Robert McClain Re-Signs With Falcons

March 29th, 2014 Comments off

Aaron Wilson of National Football Post reports that the Atlanta Falcons have re-signed cornerback Robert McClain, who was a restricted free agent. The team tendered him at the original level, meaning he signed a one-year deal worth $1.431 million.

As an original tender restricted free agent, McClain was eligible to sign an offer sheet with opposing teams with the Falcons retaining “right of first refusal.” That means that the Falcons would have seven days to match any potential offer made to McClain by another team. If not, then the Falcons would receive compensation in the form of the original round in which McClain was drafted. Since McClain was a seventh-round pick of the Carolina Panthers in 2010, he would net the Falcons a seventh-round pick in 2014.

By signing his tender, McClain is no longer on the market to be signed to an offer sheet and will remain a Falcon in 2014.

After the 2014 season, McClain will then become an unrestricted free agent where he would be free to sign with any team. McClain first joined the Falcons in 2012 and played very well as the team’s nickel cornerback that year. His production and play fell off a bit in 2013, although he remains the incumbent nickel cornerback. He will likely compete with incoming free agent signee Javier Arenas for that role.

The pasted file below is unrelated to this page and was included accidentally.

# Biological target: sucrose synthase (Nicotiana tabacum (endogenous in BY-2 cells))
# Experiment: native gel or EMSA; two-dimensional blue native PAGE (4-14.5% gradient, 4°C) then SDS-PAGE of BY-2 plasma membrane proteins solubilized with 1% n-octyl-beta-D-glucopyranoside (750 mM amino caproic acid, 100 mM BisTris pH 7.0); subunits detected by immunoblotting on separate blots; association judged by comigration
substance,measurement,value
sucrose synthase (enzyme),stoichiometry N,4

Categories: News Tags: , ,

FalcFans Podcast – Ep. 59 “That Bad Taste In Your Mouth”

March 10th, 2014 Comments off

Aaron is back with me to discuss free agency! Allen gives his long-awaited thoughts on the Falcons cuts made in the month of February, which includes a brief history lesson on the team’s free agent history. Later, we get into a discussion on which positions of need and possible targets the Falcons could target when free agency kicks off. During the course of our debate, we bring up Osi Umenyiora’s possible pay cut, Corey Peters and nose tackles, Robert McClain’s restricted free agent status, T.J. Ward’s ability, Champ Bailey’s value, and what are the differences between Lamarr Houston, Michael Bennett and Michael Johnson. In the end, we discuss how Antone Smith will quickly replace Jason Snelling as the team’s most underutilized player.